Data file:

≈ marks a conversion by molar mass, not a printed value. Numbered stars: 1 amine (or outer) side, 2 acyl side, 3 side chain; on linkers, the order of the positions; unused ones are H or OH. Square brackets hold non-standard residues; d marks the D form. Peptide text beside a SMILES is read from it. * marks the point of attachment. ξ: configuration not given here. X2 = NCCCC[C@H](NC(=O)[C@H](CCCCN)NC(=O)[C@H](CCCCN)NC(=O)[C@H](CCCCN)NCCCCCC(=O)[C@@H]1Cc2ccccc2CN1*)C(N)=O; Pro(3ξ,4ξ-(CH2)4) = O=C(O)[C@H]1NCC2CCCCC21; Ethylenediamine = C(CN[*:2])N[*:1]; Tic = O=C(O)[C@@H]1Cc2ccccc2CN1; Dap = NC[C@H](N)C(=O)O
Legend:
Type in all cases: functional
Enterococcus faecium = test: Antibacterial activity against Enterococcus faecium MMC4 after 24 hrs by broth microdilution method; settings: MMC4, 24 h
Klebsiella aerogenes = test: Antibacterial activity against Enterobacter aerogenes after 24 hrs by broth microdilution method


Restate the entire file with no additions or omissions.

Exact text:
≈ marks a conversion by molar mass, not a printed value. Numbered stars: 1 amine (or outer) side, 2 acyl side, 3 side chain; on linkers, the order of the positions; unused ones are H or OH. Square brackets hold non-standard residues; d marks the D form. Peptide text beside a SMILES is read from it. * marks the point of attachment. ξ: configuration not given here. X2 = NCCCC[C@H](NC(=O)[C@H](CCCCN)NC(=O)[C@H](CCCCN)NC(=O)[C@H](CCCCN)NCCCCCC(=O)[C@@H]1Cc2ccccc2CN1*)C(N)=O; Pro(3ξ,4ξ-(CH2)4) = O=C(O)[C@H]1NCC2CCCCC21; Ethylenediamine = C(CN[*:2])N[*:1]; Tic = O=C(O)[C@@H]1Cc2ccccc2CN1; Dap = NC[C@H](N)C(=O)O
Legend:
Type in all cases: functional
Enterococcus faecium = test: Antibacterial activity against Enterococcus faecium MMC4 after 24 hrs by broth microdilution method; settings: MMC4, 24 h
Klebsiella aerogenes = test: Antibacterial activity against Enterobacter aerogenes after 24 hrs by broth microdilution method